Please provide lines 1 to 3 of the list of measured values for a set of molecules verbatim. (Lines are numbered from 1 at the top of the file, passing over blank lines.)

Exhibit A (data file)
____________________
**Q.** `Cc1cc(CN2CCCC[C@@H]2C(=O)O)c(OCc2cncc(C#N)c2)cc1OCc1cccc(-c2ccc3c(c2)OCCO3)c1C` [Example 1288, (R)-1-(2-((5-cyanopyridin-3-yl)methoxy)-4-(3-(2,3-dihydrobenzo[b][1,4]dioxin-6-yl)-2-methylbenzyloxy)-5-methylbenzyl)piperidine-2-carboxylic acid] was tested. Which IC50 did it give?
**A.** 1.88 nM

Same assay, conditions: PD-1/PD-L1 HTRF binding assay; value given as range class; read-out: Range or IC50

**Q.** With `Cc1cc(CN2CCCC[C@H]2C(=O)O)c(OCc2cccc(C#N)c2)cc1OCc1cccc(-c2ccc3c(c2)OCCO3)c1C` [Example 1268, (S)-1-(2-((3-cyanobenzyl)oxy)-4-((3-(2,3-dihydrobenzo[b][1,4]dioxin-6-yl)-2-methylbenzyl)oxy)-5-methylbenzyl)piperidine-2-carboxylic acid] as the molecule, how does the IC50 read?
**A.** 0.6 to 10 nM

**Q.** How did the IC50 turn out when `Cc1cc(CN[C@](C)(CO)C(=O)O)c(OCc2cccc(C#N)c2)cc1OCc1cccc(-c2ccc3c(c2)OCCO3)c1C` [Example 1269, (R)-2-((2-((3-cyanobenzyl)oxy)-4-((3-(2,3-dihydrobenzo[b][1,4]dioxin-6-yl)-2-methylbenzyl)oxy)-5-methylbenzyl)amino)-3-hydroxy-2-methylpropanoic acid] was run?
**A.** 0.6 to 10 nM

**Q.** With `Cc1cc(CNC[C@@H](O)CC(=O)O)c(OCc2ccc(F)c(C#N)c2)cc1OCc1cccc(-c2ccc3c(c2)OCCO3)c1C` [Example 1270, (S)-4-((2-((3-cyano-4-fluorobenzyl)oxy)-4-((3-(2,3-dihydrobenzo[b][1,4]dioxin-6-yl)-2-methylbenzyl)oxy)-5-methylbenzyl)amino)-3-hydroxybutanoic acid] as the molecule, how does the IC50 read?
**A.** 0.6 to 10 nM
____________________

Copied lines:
**Q.** `Cc1cc(CN2CCCC[C@@H]2C(=O)O)c(OCc2cncc(C#N)c2)cc1OCc1cccc(-c2ccc3c(c2)OCCO3)c1C` [Example 1288, (R)-1-(2-((5-cyanopyridin-3-yl)methoxy)-4-(3-(2,3-dihydrobenzo[b][1,4]dioxin-6-yl)-2-methylbenzyloxy)-5-methylbenzyl)piperidine-2-carboxylic acid] was tested. Which IC50 did it give?
**A.** 1.88 nM

Same assay, conditions: PD-1/PD-L1 HTRF binding assay; value given as range class; read-out: Range or IC50